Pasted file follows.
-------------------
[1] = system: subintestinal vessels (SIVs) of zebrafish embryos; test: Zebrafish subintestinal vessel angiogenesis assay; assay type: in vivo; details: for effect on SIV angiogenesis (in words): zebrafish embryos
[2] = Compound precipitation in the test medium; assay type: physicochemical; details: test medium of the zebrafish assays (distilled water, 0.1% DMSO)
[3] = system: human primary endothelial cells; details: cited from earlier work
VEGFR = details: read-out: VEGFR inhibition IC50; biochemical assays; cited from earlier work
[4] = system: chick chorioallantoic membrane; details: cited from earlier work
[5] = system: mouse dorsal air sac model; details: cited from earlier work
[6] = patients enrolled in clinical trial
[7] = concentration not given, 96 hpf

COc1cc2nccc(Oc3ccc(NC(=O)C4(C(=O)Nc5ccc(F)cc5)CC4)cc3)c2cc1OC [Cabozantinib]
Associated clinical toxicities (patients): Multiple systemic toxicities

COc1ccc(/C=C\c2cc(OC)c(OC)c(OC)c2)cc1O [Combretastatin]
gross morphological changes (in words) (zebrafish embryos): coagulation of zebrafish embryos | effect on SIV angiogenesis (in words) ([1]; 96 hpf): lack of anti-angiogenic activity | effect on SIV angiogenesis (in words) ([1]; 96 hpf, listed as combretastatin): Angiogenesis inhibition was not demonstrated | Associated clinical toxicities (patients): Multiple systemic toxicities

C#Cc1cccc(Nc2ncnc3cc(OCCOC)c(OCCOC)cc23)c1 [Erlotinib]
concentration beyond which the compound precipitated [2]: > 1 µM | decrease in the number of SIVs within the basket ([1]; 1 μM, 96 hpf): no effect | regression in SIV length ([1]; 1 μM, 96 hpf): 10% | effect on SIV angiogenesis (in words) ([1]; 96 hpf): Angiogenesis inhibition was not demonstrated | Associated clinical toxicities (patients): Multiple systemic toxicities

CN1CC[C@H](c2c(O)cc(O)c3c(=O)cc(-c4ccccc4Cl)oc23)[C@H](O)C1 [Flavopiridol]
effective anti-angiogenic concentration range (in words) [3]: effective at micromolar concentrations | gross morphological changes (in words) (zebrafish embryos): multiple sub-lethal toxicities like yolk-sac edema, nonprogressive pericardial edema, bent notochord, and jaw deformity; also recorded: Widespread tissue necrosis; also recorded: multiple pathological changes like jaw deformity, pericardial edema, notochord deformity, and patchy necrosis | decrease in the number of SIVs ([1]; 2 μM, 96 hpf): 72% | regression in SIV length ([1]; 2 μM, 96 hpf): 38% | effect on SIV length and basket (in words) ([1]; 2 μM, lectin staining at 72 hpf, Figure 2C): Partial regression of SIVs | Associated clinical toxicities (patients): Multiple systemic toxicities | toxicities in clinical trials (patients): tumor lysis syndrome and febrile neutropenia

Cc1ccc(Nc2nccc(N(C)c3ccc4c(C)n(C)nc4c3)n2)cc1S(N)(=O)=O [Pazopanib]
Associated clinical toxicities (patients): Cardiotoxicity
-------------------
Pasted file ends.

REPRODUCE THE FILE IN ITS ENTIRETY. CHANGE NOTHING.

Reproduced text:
[1] = system: subintestinal vessels (SIVs) of zebrafish embryos; test: Zebrafish subintestinal vessel angiogenesis assay; assay type: in vivo; details: for effect on SIV angiogenesis (in words): zebrafish embryos
[2] = Compound precipitation in the test medium; assay type: physicochemical; details: test medium of the zebrafish assays (distilled water, 0.1% DMSO)
[3] = system: human primary endothelial cells; details: cited from earlier work
VEGFR = details: read-out: VEGFR inhibition IC50; biochemical assays; cited from earlier work
[4] = system: chick chorioallantoic membrane; details: cited from earlier work
[5] = system: mouse dorsal air sac model; details: cited from earlier work
[6] = patients enrolled in clinical trial
[7] = concentration not given, 96 hpf

COc1cc2nccc(Oc3ccc(NC(=O)C4(C(=O)Nc5ccc(F)cc5)CC4)cc3)c2cc1OC [Cabozantinib]
Associated clinical toxicities (patients): Multiple systemic toxicities

COc1ccc(/C=C\c2cc(OC)c(OC)c(OC)c2)cc1O [Combretastatin]
gross morphological changes (in words) (zebrafish embryos): coagulation of zebrafish embryos | effect on SIV angiogenesis (in words) ([1]; 96 hpf): lack of anti-angiogenic activity | effect on SIV angiogenesis (in words) ([1]; 96 hpf, listed as combretastatin): Angiogenesis inhibition was not demonstrated | Associated clinical toxicities (patients): Multiple systemic toxicities

C#Cc1cccc(Nc2ncnc3cc(OCCOC)c(OCCOC)cc23)c1 [Erlotinib]
concentration beyond which the compound precipitated [2]: > 1 µM | decrease in the number of SIVs within the basket ([1]; 1 μM, 96 hpf): no effect | regression in SIV length ([1]; 1 μM, 96 hpf): 10% | effect on SIV angiogenesis (in words) ([1]; 96 hpf): Angiogenesis inhibition was not demonstrated | Associated clinical toxicities (patients): Multiple systemic toxicities

CN1CC[C@H](c2c(O)cc(O)c3c(=O)cc(-c4ccccc4Cl)oc23)[C@H](O)C1 [Flavopiridol]
effective anti-angiogenic concentration range (in words) [3]: effective at micromolar concentrations | gross morphological changes (in words) (zebrafish embryos): multiple sub-lethal toxicities like yolk-sac edema, nonprogressive pericardial edema, bent notochord, and jaw deformity; also recorded: Widespread tissue necrosis; also recorded: multiple pathological changes like jaw deformity, pericardial edema, notochord deformity, and patchy necrosis | decrease in the number of SIVs ([1]; 2 μM, 96 hpf): 72% | regression in SIV length ([1]; 2 μM, 96 hpf): 38% | effect on SIV length and basket (in words) ([1]; 2 μM, lectin staining at 72 hpf, Figure 2C): Partial regression of SIVs | Associated clinical toxicities (patients): Multiple systemic toxicities | toxicities in clinical trials (patients): tumor lysis syndrome and febrile neutropenia

Cc1ccc(Nc2nccc(N(C)c3ccc4c(C)n(C)nc4c3)n2)cc1S(N)(=O)=O [Pazopanib]
Associated clinical toxicities (patients): Cardiotoxicity